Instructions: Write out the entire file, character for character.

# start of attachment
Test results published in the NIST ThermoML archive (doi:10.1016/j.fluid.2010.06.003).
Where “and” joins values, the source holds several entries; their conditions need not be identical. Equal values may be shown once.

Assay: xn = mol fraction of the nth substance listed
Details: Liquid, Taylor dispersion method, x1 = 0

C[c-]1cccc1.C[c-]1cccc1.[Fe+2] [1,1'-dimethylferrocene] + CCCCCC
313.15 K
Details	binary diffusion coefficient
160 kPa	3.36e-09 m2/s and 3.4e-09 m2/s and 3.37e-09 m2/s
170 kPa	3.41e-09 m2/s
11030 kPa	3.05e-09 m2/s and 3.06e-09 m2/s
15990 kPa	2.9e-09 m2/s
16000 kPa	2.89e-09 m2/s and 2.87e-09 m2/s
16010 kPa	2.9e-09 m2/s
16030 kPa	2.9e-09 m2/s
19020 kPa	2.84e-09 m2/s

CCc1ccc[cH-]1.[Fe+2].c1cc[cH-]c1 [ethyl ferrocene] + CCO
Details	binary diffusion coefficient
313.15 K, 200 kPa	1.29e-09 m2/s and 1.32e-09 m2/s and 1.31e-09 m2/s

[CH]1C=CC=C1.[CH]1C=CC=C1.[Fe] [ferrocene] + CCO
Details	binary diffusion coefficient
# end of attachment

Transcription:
Test results published in the NIST ThermoML archive (doi:10.1016/j.fluid.2010.06.003).
Where “and” joins values, the source holds several entries; their conditions need not be identical. Equal values may be shown once.

Assay: xn = mol fraction of the nth substance listed
Details: Liquid, Taylor dispersion method, x1 = 0

C[c-]1cccc1.C[c-]1cccc1.[Fe+2] [1,1'-dimethylferrocene] + CCCCCC
313.15 K
Details	binary diffusion coefficient
160 kPa	3.36e-09 m2/s and 3.4e-09 m2/s and 3.37e-09 m2/s
170 kPa	3.41e-09 m2/s
11030 kPa	3.05e-09 m2/s and 3.06e-09 m2/s
15990 kPa	2.9e-09 m2/s
16000 kPa	2.89e-09 m2/s and 2.87e-09 m2/s
16010 kPa	2.9e-09 m2/s
16030 kPa	2.9e-09 m2/s
19020 kPa	2.84e-09 m2/s

CCc1ccc[cH-]1.[Fe+2].c1cc[cH-]c1 [ethyl ferrocene] + CCO
Details	binary diffusion coefficient
313.15 K, 200 kPa	1.29e-09 m2/s and 1.32e-09 m2/s and 1.31e-09 m2/s

[CH]1C=CC=C1.[CH]1C=CC=C1.[Fe] [ferrocene] + CCO
Details	binary diffusion coefficient